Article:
April 29, 2011
In 2009, Pfizer paid $2.3 billion to settle criminal and civil charges alleging that for a period of at least 6 years, Pfizer, Inc. illegally marketed at least 13 of its most important drugs. On behalf of its institutional investor clients - Court-appointed Lead Plaintiffs Louisiana Sheriffs' Pension and Relief Fund and Skandia Life Insurance Company, Ltd. (and fellow Pfizer shareholders) - BLB&G filed a derivative action against the Pfizer Board, alleging that Pfizer's senior management and Board breached their fiduciary duties by, among other things, allowing the unlawful promotion of drugs to continue after receiving numerous "red flags" that Pfizer's improper drug marketing was systemic and widespread.
On April 29, 2011, the Federal District Court of the Southern District of New York granted final approval of the historic settlement of this action. Under the terms of the settlement, Defendants agreed to create a new Regulatory and Compliance Committee of the Pfizer Board that will be supported by a dedicated $75 million fund provided by the Company. The new committee will have a broad mandate to oversee and monitor Pfizer's compliance and drug marketing practices. In its coverage of the litigation, The New York Times quoted BLB&G Partner Mark Lebovitch as stating that this is "one of the largest derivative settlements ever and a good outcome for shareholders."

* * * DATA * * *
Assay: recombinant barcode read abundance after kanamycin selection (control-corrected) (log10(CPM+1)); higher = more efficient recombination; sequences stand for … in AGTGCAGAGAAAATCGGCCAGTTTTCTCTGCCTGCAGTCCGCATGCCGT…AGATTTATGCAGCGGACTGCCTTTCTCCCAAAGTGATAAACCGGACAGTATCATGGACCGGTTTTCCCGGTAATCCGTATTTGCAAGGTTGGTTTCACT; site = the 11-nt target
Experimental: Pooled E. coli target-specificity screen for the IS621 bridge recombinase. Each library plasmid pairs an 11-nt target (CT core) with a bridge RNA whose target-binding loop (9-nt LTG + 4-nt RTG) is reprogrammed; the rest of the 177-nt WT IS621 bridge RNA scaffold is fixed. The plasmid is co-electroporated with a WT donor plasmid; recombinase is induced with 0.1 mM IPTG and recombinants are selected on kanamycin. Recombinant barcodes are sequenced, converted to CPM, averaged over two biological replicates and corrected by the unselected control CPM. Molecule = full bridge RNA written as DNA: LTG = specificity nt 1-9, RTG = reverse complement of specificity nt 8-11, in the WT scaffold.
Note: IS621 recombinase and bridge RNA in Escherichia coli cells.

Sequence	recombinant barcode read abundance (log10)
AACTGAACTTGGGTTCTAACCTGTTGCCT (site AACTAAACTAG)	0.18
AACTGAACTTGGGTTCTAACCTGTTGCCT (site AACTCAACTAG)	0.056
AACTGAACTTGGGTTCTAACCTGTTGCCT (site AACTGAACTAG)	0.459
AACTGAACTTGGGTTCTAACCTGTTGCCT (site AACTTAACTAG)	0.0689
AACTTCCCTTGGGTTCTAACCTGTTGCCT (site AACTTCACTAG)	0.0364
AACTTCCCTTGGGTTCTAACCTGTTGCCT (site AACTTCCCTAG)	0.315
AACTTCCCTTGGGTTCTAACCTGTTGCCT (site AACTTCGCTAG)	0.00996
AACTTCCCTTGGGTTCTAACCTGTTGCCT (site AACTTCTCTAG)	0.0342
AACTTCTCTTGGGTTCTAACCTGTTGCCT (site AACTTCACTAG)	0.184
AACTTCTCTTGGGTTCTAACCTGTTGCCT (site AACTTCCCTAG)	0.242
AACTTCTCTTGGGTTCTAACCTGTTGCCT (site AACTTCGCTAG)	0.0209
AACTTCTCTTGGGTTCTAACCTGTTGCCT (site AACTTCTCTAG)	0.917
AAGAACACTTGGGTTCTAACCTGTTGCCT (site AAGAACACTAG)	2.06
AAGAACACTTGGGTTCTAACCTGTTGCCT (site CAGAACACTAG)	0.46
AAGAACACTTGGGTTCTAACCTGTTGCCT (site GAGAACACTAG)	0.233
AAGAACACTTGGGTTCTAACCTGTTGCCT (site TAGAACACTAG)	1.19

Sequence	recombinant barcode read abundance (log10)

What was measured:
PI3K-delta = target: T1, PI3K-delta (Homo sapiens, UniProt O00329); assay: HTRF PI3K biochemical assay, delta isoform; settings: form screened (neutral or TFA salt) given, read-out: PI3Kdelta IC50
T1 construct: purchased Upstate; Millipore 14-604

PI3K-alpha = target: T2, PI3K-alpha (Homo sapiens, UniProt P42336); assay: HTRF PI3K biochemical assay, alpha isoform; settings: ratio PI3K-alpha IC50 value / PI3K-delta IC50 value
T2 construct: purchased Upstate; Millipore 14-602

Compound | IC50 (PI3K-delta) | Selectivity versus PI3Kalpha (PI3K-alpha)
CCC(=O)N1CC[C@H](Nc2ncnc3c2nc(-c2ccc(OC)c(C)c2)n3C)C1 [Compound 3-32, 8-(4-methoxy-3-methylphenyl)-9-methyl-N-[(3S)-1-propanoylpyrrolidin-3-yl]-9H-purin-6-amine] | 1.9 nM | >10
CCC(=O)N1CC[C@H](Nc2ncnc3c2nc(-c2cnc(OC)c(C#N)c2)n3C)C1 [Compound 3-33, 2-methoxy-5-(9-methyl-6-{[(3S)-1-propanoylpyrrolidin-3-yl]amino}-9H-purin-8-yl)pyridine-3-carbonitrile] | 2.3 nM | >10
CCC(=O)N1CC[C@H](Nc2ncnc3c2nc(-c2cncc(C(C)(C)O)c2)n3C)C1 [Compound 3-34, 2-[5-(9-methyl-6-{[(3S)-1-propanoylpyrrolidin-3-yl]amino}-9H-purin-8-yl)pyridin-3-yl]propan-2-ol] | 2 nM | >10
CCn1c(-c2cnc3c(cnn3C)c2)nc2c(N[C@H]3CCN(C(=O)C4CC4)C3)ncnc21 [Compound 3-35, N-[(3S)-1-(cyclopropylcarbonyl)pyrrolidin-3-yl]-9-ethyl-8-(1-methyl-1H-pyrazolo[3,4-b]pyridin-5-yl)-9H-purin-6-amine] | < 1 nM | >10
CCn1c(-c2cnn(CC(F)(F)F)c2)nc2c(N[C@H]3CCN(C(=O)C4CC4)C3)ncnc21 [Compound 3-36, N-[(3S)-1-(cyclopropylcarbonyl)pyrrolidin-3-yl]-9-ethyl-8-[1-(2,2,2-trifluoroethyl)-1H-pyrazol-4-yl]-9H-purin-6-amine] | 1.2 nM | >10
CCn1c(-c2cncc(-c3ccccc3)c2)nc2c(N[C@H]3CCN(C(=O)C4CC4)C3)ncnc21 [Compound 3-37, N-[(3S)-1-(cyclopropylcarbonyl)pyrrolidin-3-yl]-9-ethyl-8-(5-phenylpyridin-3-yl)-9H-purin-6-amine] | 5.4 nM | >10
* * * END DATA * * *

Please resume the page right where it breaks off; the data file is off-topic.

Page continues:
Multiple corporate governance experts, including a noted Columbia Law School professor and two former SEC Chairmen, have said that Pfizer's new Regulatory Committee could set the industry standard for similar highly regulated public companies. The settlement also provides for the establishment of an Ombudsman Program as an alternative channel to address employee concerns about legal or regulatory issues, and requires extensive analysis of Pfizer's compensation structure to ensure there are no incentives to engage in unlawful behavior.
In his written order granting final approval of the settlement, Judge Rakoff acknowledges BLB&G as "able and experienced counsel, who engaged in vigorous motion practice and very full discovery that included production of over 12 million documents, dozens of fact and expert depositions, and the exchange of detailed expert reports from highly-qualified experts." Recognizing that the "arduous settlement negotiations were hard fought" and "took full account of the needs of the settlement class," the Court concluded that "the settlement is likely to provide considerable corporate benefits to Pfizer and its shareholders, in the form of a significantly improved institutional structure for detecting and rectifying the types of wrongdoing that have, in recent years, caused extensive harm to the company."